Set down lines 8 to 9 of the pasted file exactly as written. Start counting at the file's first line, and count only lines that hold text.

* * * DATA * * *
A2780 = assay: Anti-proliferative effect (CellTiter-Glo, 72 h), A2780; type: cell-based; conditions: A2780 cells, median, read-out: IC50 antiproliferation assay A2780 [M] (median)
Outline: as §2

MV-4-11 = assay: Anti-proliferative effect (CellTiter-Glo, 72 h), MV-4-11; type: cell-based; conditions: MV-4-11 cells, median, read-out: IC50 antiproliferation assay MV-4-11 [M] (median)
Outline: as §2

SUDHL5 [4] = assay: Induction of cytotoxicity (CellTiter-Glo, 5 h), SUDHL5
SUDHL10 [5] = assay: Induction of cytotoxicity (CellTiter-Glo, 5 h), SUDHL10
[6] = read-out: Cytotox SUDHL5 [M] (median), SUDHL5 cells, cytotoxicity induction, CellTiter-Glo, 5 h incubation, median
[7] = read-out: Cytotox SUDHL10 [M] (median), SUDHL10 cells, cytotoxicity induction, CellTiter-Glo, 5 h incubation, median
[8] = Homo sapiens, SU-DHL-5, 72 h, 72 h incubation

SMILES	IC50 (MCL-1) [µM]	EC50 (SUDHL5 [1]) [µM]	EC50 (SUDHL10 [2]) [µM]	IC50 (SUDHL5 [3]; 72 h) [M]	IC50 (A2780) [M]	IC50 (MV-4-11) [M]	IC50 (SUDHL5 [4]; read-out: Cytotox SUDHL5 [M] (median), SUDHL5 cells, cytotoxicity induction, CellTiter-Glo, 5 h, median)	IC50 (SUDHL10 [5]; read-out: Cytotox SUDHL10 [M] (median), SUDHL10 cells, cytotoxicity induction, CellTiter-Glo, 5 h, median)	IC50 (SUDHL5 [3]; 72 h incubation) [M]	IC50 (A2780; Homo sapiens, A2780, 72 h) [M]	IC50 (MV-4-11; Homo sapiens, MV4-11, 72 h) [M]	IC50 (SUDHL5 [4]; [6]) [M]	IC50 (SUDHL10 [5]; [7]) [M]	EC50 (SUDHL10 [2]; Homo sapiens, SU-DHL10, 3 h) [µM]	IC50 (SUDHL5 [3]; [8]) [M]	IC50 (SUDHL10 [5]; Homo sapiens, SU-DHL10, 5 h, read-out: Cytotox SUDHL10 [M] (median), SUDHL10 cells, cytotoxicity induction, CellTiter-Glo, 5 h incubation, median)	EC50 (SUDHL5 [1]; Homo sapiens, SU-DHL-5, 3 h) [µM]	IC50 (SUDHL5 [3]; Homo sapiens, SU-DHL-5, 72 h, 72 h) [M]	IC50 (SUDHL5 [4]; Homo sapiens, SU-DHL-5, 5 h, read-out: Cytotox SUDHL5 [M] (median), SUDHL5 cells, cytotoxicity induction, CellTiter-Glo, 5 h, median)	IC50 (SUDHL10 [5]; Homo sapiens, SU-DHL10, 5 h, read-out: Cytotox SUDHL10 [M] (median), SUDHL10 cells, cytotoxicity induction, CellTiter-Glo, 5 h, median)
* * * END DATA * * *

[7] = read-out: Cytotox SUDHL10 [M] (median), SUDHL10 cells, cytotoxicity induction, CellTiter-Glo, 5 h incubation, median
[8] = Homo sapiens, SU-DHL-5, 72 h, 72 h incubation